Report: 'Food Desert' Gets a Name Change in Response to Baltimore Community Feedback

In a new report, researchers at the Johns Hopkins Bloomberg School of Public Health's Center for a Livable Future (CLF) detail the rationale behind replacing the term "food desert" with "Healthy Food Priority Areas." The report, which...Show More Summary

Perspective: Let's Put the 'Ph' Back in Science PhD Programs

Today's graduate biomedical science education system is in need of comprehensive reform, two researchers at the Johns Hopkins Bloomberg School of Public Health argue in a new paper.

Diet Rich in Apples and Tomatoes May Help Repair Lungs of Ex-Smokers, Study Suggests

A study from the Johns Hopkins Bloomberg School of Public Health found the natural decline in lung function over a 10-year period was slower among former smokers with a diet high in tomatoes and fruits, especially apples, suggesting certain components in these foods might help restore lung damage caused by smoking.

Diet rich in apples and tomatoes may help repair lungs of ex-smokers, study suggests

(Johns Hopkins University Bloomberg School of Public Health) A study from the Johns Hopkins Bloomberg School of Public Health found the natural decline in lung function over a 10-year period was slower among former smokers with a diet high in tomatoes and fruits, especially apples, suggesting certain components in these foods might help restore lung damage caused by smoking.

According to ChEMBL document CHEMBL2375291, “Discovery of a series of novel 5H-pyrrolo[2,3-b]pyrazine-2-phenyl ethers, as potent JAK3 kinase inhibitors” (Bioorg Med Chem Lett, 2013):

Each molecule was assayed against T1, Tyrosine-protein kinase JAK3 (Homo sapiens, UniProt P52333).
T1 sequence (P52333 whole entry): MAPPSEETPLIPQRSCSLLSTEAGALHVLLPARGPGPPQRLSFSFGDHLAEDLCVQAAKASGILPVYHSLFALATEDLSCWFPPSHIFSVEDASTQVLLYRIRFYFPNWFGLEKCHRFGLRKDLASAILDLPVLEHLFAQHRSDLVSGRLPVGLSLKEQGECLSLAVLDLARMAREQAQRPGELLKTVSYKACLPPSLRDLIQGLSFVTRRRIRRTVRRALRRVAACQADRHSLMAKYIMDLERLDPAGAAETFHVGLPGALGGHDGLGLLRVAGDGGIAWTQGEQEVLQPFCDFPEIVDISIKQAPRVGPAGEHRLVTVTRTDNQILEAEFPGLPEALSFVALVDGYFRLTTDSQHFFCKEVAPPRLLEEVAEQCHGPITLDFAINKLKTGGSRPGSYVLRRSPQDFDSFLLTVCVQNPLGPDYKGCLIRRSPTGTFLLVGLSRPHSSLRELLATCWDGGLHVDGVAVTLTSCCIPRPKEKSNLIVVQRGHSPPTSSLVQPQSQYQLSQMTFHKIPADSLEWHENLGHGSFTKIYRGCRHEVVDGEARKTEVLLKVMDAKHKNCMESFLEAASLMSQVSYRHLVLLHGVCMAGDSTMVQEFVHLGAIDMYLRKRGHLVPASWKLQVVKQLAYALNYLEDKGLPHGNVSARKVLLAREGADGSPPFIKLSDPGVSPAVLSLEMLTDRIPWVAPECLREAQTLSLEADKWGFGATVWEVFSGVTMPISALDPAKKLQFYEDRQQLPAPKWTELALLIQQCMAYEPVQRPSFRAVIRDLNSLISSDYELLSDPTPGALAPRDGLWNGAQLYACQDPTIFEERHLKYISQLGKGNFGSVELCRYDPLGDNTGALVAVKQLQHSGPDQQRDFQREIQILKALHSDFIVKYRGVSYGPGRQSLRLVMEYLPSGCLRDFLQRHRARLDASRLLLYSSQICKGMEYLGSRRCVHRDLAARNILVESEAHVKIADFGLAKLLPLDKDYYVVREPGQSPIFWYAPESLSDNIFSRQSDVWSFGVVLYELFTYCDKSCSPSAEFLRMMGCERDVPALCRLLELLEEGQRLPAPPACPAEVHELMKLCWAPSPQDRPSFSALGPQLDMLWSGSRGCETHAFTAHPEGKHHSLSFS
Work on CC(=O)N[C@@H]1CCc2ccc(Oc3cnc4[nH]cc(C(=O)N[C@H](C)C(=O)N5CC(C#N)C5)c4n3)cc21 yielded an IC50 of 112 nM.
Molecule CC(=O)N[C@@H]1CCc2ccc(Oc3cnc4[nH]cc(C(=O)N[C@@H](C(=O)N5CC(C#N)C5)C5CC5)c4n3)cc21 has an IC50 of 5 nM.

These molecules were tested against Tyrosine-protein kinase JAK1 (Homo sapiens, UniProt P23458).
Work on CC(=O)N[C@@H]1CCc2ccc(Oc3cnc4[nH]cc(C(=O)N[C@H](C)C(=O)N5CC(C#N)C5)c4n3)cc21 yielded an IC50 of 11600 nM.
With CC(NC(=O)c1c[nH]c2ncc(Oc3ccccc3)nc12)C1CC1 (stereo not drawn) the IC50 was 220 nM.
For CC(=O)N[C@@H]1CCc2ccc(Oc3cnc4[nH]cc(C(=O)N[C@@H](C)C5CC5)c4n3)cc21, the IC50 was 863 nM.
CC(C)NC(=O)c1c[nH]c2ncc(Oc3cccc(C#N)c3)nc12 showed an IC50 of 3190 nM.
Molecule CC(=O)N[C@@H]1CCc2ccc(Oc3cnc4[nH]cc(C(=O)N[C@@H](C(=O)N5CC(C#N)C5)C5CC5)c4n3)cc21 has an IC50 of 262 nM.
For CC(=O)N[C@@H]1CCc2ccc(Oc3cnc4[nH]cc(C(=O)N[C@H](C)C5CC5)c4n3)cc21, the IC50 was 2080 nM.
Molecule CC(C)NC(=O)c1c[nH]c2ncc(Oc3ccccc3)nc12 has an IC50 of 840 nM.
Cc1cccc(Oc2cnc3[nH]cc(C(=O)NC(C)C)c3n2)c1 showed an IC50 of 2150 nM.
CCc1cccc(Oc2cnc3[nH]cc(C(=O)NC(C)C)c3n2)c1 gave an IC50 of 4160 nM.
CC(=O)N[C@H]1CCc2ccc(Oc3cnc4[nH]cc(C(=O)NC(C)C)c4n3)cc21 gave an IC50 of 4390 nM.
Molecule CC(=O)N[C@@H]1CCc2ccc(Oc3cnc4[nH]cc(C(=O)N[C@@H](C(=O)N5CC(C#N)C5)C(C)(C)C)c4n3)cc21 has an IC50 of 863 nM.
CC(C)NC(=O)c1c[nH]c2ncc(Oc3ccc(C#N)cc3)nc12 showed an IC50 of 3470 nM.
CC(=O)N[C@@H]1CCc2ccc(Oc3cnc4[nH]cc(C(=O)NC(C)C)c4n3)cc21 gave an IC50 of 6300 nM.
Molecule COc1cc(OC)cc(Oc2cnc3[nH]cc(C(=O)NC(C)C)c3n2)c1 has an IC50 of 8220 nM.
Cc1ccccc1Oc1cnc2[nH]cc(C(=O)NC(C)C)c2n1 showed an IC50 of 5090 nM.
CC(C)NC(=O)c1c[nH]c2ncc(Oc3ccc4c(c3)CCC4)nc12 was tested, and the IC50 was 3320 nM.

Warning Labels Can Help Reduce Soda Consumption and Obesity, New Study Suggests

Labels that warn people about the risks of drinking soda and other sugar-sweetened beverages (SSBs) can lower obesity and overweight prevalence, suggests a new Johns Hopkins Bloomberg School of Public Health study.

Common fungus helps dengue virus thrive in mosquitoes

A species of fungus that lives in the gut of some Aedes aegypti mosquitoes increases the ability of dengue virus to survive in the insects, according to a study from researchers at Johns Hopkins Bloomberg School of Public Health. The fungus exerts this effect by reducing the production and activity of digestive enzymes in the mosquitoes.

Common fungus helps dengue virus thrive in mosquitoes

(Johns Hopkins University Bloomberg School of Public Health) A species of fungus that lives in the gut of some Aedes aegypti mosquitoes increases the ability of dengue virus to survive in the insects, according to a study from researchers at Johns Hopkins Bloomberg School of Public Health.

Children on sex offender registries at greater risk for suicide attempts, study suggests

(Johns Hopkins University Bloomberg School of Public Health) A new study led by researchers from the Johns Hopkins Bloomberg School of Public Health found that children who were legally required to register as sex offenders were at greater...Show More Summary

Children on Sex Offender Registries at Greater Risk for Suicide Attempts, Study Suggests

A new study led by researchers from the Johns Hopkins Bloomberg School of Public Health found that children who were legally required to register as sex offenders were at greater risk for harm, including suicide attempts and sexual assault, compared to a group of children who engaged in harmful or illegal sexual behavior but who were not required to register.

Opioid Crisis: Criminal Justice Referrals Miss Treatment Opportunities, Study Suggests

A new study by researchers at the Johns Hopkins Bloomberg School of Public Health found that under 5 percent of those referred for opioid treatment from the criminal justice system were directed to medication-assisted programs to treat their disorder.